On March 25, 2019, the New Jersey Legislature passed legislation that will enhance the lien priority for condominium associations and, for the first time, give the same lien priority to homeowners associations.
If this legislation is signed by Governor Murphy, both condominium and homeowners associations will enjoy a limited priority over all other liens (except for municipal liens or liens for federal taxes). The legislation would amend the lien priority provisions already contained in the Condominium Act and add the lien priority provisions in the Planned Real Estate Development Full Disclosure Act (PREDFA).
This lien priority applies to the “aggregate customary assessment against the unit owner for the six month period prior to the recording of the lien.” Significantly, the limited priority would now be “cumulatively renewed on an annual basis as necessary.” This means that an association can have a priority for one-half (six months) of the annual assessments each year, which is a tremendous enhancement to the existing lien priority that only allowed one six month priority. So, if an association updates its lien each year, each lien will have its own six month priority.
Another important change is that the statutes now authorize the lien. Language has been removed from the existing law that required the lien to be authorized by an association’s governing documents. So under this legislation, even if your governing documents do not contain a specific provision authorizing a lien, your association will now have the ability to record liens for non-payment of association assessments.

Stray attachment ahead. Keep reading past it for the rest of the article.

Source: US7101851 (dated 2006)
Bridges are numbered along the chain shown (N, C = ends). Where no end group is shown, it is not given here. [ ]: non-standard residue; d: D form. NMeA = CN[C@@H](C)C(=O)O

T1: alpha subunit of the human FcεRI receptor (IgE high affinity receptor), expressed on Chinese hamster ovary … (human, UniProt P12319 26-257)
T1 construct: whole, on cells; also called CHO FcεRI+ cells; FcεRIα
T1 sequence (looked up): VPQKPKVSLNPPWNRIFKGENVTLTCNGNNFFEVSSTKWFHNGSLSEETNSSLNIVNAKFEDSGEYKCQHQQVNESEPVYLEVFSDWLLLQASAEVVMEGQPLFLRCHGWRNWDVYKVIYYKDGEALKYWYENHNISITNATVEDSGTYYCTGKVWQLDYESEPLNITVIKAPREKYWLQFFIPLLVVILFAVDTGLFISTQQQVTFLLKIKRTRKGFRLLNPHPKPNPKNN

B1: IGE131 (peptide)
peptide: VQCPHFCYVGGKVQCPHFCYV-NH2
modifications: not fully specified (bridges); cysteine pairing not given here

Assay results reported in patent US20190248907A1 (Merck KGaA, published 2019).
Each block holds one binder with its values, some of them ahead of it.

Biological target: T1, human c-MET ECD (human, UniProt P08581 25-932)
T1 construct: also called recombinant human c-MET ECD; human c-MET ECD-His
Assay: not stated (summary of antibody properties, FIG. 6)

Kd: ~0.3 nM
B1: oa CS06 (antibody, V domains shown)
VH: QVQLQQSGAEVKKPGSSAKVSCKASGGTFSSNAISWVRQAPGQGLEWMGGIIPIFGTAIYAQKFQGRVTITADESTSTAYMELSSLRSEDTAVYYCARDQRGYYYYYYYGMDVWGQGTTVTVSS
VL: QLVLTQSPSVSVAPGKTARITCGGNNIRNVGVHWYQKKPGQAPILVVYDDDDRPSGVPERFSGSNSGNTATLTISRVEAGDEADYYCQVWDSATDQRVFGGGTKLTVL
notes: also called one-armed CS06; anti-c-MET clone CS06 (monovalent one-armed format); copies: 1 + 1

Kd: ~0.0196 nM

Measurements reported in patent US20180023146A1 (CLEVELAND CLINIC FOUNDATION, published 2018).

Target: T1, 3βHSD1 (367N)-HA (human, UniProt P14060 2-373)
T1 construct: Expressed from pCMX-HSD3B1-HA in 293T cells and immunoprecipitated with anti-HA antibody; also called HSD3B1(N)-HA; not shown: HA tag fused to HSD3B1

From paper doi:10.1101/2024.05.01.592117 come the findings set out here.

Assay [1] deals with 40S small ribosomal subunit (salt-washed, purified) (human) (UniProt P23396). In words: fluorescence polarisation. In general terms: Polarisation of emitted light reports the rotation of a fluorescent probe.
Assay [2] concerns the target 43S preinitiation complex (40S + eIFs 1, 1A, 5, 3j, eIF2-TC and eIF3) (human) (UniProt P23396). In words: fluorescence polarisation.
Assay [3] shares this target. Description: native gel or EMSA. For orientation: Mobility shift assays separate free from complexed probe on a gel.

Also, while the existing law provides that associations may record a lien for unpaid assessments, including any other moneys duly owed the association (such as interest, late fees, fines and reasonable attorneys’ fees), the new legislation adds “expenses” and clarifies that the attorneys’ fees must be “imposed or incurred in the collection of the unpaid assessments.”
The law still provides that:
Except for the priority amount, the lien is subordinate to unpaid property taxes, as well as a mortgage or other liens recorded prior to the association lien.
A lien may not be recorded solely for late fees.
Except as to the newly enacted cumulative annual renewal, the lien priority expires sixty (60) months after recording of a particular lien.
In order to be entitled to the priority, the holder of a first mortgage must be notified of the lien unless, after a good faith effort, the association cannot ascertain the first mortgagee’s identity.
The lien claim can only include amounts due and payable when the lien is recorded (so it is important to know whether your documents allow for acceleration of assessments).
Please note that the lien priority still does not apply to cooperatives.
The Senate Bill is S3414 and the Assembly Bill is A5002. Both bills can be found here and on Hill Wallack’s website.
ABOUT THE AUTHOR
Ronald L. Perl, Esq., CCAL is a partner in the Princeton, N.J. office of Hill Wallack LLP and a member of the firm’s Management Committee. He is partner-in-charge of the firm’s Community Associations practice group. Mr. Perl is nationally recognized for his work in the field of community association law. During his term as National President of the Community Associations Institute, he pursued a theme of “building community” and advocated a fresh look at the role of community associations. He has been an advocate for the use of Alternative Dispute Resolution in community associations for the past 25 years.
For more information about the new legislation or any other assessment collection matter, contact Hill Wallack’s Community Associations Group at 609.924.0808 or visit www.HillWallack.com